Petrol may be the cheapest it's been for ages but there's still a planet to save. While Tesla is going all electric with its offerings, most mere mortals cannot afford £100,000 for its sexy Model S. In the meantime, the Outlander PHEV is an interesting plug-in hybrid offering from Mitsubishi at less than £30,000.
The car's driveline was custom-made for it and consists of a 2.0-litre, four-cylinder petrol engine, with the inverter and charger at the front, the battery pack under the floor and two 80bhp electric motors, which permanently drive each end of the car. The engine charges the battery via a generator when the car is in series hybrid mode and partly drives the front wheels at speed and generates current in parallel hybrid mode. Got that?
Testing one of these has an interesting effect on your driving. You actually begin to take a close interest in how you're doing in the war on carbon - you are careful with your right foot and spend much time in close study of the dashboard displays and your energy use. You find yourself coaxing the thing around town testing how far you can get on a full charge without allowing the petrol engine to start filling the streets with CO2.
Mitsubishi says the Outlander PHEV can cover 32.5 miles as an electric vehicle before tapping into its 45-litre fuel tank for an 'extended' range of around 500 miles. In fact, running on electricity for about 25 miles is the most I managed and 500 is a pipe dream. If you have the air conditioning on, expect even less.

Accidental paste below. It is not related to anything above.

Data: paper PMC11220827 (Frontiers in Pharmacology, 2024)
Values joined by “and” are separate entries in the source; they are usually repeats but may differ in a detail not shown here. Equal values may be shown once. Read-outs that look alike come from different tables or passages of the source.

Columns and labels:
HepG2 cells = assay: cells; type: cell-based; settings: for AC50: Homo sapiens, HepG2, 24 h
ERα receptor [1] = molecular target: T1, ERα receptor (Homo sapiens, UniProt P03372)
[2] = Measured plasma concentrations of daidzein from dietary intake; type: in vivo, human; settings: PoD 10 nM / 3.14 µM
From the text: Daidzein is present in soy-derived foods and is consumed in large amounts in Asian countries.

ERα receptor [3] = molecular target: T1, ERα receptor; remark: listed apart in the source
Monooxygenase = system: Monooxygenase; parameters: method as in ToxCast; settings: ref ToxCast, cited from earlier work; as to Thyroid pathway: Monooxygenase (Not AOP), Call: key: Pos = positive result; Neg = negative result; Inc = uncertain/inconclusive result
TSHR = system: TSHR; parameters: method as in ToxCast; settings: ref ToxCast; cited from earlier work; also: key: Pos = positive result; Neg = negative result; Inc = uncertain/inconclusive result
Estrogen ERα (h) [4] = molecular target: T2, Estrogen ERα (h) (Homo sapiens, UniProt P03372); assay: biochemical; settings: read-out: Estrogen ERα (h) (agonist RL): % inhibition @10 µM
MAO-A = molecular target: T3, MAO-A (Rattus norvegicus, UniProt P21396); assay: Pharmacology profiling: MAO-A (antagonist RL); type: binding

In the end, what felled me was a sucker punch. One morning, it turned out I'd failed to turn the whole thing off properly the night before. So the good old fashioned 12-volt standard car battery - it still has to have one - was flat. You cannot use the massive lithium ion battery to do anything like get the show on the road. So, I required a jump start.
Also, a powertrain such as this when placed inside a large, heavy car with all the aerodynamic properties of a brick, is fighting against itself. It weighs 1,870kg - nearly 200kg more than the diesel version.
Unlike its showy Porsche and Lexus rivals, it's priced in line with its diesel equivalents. So while not cheap, it is Congestion Charge exempt and attracts a 5% company car tax rating and has good writedown values. If you do loads of miles and don't like plugging in, it will save neither fuel nor money. But for some geeky City types, this might be an answer.
SPECIFICATION: Mitsubishi Outlander PHEV GX4
Price: from £28,249
Engine: Plug-in hybrid driveline with 12kWh, 230kg lithium-ion battery pack, twin electric motors and a 2.0-litre, four-cylinder petrol engine
0-62 mph: 11.0 seconds
CO2 emissions: 44 g/km
Top speed: 106 mph
Range: the claimed 'extended ' range of 500 miles is very tough to achieve